NOUADHIBOU (Mauritania): The latest arrival screams in pain as police doctors strip him naked and dab antiseptic on open sores across his back and shoulders. Nine days drifting on the ocean, crammed against the inside of a wooden fishing boat, have flayed Abdoul Aziz Lo’s skin. He hasn’t eaten for a week and what little strength he has, he preserved by drinking sea water mixed with sugar.
Around him, under blankets on the cold police station floor, are dozens of young Africans who have tried to smuggle themselves into Europe, setting out at night in small, open boats from Mauritania’s desolate Atlantic coast. Most failed when they ran out of food and water and were forced to return.
“We were at sea for nine days trying to get to Spain,” said Lo as doctors tried to clean sea salt from his wounds. “There were 52 of us in the pirogue (fishing boat). We had nothing to eat so we had to turn back.”
More than 900 migrants from around sub-Saharan Africa reached Spain’s Canary Islands in one week alone in March, a high enough success rate to encourage thousands more to embark on what they readily acknowledge are suicidal sea crossings.
It is 800 km from the northern Mauritanian port of Nouadhibou to the Canaries, a journey of three or four days for the lucky ones. But many boats get lost and end up at sea for three times that long.
At least a dozen decomposing bodies were found drifting in a fishing boat hundreds of kilometres off the mainland a few weeks ago, while fishermen here have repeatedly brought in corpses plucked from the water.
The Red Cross estimates that more than 1,000 Africans have died trying to reach the Canary Islands already this year, many drowning when their boats sank or starving to death.
Macabre tales do little to deter young men from Senegal, Mali and around West Africa who see reaching Europe as the only way they will earn enough money to support their families.
“Die or succeed is the motto,” said Mamadou Ba, a Senegalese fisherman sitting on the police station floor waiting to be deported after his attempt to reach the Canaries failed.
“If you’re the tough one, the oldest in the family, you have to stand on your own two feet. You can’t sit by and watch your parents, your brothers suffer,” he said, vowing to try again.
Many of the estimated 10,000-15,000 sub-Saharan Africans in Nouadhibou trying to scrape together the 150,000 ouguiya ($550) needed to buy a place on a boat are ready to risk their lives.
Not for the glamour of a European lifestyle, simply to work.
More than two-thirds of the population of West Africa are under 30 years old and unemployment in some countries tops 50 per cent, leaving many with no hope of finding a job.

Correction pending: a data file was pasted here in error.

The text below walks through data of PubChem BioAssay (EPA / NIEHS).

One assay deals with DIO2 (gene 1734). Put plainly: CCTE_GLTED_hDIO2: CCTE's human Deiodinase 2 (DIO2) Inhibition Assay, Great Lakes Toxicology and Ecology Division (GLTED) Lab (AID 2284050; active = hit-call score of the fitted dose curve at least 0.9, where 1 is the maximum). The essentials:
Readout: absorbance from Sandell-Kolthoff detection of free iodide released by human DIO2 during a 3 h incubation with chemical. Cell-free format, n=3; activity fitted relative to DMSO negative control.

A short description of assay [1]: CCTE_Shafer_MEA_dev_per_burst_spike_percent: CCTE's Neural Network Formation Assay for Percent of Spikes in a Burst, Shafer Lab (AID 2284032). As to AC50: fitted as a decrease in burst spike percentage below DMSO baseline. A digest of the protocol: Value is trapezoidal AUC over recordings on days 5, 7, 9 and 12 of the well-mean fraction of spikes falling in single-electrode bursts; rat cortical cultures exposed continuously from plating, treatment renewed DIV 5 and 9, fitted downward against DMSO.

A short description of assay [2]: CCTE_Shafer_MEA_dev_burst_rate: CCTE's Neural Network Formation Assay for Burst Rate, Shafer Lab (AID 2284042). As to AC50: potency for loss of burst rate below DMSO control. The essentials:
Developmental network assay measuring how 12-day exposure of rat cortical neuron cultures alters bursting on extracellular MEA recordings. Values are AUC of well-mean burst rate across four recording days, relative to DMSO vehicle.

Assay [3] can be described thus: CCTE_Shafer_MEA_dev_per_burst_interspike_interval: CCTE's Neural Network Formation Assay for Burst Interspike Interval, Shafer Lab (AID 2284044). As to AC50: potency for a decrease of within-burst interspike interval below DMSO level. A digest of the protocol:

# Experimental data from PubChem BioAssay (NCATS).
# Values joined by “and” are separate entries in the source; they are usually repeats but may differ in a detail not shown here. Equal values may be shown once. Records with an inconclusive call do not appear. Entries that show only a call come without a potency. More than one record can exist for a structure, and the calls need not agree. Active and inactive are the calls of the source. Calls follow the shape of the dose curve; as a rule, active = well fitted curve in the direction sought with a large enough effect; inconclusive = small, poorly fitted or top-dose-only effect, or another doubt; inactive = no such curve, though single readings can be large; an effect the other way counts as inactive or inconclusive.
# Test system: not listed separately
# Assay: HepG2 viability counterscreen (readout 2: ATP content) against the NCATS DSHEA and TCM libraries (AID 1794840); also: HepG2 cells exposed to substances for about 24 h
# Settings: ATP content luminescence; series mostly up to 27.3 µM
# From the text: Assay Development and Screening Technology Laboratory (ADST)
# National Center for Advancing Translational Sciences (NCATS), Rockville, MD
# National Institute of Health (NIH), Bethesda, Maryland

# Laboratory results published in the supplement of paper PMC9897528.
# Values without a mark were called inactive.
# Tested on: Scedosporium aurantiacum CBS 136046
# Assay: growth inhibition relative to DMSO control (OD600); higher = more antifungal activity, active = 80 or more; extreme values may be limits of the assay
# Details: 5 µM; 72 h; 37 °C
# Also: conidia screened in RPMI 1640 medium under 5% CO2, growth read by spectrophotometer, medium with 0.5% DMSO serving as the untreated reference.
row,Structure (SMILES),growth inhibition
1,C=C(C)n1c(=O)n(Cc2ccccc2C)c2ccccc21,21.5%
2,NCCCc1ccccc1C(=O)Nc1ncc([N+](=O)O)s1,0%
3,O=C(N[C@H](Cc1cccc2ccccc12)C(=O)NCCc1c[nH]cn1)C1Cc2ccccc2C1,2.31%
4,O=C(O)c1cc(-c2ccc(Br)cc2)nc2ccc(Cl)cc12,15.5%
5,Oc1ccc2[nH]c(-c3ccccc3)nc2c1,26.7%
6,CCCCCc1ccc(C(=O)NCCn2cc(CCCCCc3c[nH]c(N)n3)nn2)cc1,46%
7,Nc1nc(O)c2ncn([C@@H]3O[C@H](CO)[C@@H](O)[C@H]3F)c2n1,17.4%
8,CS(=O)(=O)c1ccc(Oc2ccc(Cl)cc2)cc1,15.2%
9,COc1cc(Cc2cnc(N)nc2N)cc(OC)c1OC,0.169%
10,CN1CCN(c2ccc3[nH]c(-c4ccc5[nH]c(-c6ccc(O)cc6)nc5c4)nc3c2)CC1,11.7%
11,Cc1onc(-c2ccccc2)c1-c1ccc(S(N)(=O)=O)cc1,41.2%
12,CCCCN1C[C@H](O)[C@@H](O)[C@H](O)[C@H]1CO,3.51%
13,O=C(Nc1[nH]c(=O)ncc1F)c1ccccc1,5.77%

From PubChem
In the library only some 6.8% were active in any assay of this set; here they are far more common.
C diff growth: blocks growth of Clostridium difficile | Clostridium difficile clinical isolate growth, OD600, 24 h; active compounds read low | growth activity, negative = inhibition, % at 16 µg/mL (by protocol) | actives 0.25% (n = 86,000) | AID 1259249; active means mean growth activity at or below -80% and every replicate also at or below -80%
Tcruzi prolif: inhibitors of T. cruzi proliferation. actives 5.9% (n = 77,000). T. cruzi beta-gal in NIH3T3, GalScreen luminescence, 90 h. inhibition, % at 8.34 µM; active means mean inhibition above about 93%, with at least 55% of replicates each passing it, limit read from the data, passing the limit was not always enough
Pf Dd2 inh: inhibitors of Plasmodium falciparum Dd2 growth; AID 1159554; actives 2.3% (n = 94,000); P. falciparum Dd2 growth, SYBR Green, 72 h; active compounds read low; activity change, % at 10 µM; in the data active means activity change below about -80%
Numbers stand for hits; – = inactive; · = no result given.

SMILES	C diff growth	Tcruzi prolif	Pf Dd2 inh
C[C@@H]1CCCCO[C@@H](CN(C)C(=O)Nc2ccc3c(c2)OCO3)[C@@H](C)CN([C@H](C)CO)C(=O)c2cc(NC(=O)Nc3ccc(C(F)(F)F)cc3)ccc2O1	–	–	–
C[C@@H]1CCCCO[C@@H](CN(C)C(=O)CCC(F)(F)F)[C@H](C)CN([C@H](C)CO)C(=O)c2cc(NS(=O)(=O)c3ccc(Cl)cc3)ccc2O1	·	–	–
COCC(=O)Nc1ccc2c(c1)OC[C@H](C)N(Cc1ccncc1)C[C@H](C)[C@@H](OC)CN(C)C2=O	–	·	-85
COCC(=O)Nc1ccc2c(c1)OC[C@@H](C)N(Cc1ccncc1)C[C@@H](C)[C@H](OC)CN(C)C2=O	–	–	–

Those who set out on the illegal route to Europe usually do so with the support of their families, with money given by their parents, uncles or neighbours. Knowing it is more than their own future at stake piles on the pressure.
One muscular young man, exhausted after days at sea, collapsed in sobs at his failure as police brought him in, a rare show of emotion before his travel-hardened compatriots.
“Five or seven people living in the same room back home, sleeping with your father, your mother, your brothers, it’s tough,” said Ibrahima Niass, 24, still wearing the woollen hat and thick jumper he put on for his night-time departure.
“We look at friends who got to Spain. When they come back, they buy a house for their family, all with new furniture, yet they’re the same age as us,” he said.
Travelling by boat from the Mauritanian or Western Saharan coast has become the new route for migrants heading for Europe since Morocco — previously a favoured transit country — tightened its borders under pressure from the European Union.
Some set off to sea from as far south as Senegal, making their way up the Sahara’s sun-blasted Atlantic coast, stopping occasionally to pick up fuel and food from a network of fixers.
One of the last stops before the crossing to the Canaries is often Dakhla in Moroccan-controlled Western Sahara, where authorities have detained dozens of illegal migrants before dumping them on the heavily mined border with Mauritania.
Western Sahara’s liberation movement Polisario fought years of intermittent guerrilla war to try to win independence for the territory.
“They give (the migrants) a bit of food — some sardines, maybe a bit of cheese, and then they cross on foot,” said Yacoub Djibril, who makes his living guiding people across the 5 km strip of no man’s land which separates the two countries.
Tracing a path over exposed rock and ground that is too hard to conceal an anti-tank or anti-personnel device is the only way to cross safely. The Mauritanian police are waiting for migrants at the other side, but in any case a break for freedom would mean almost certain death.—Reuters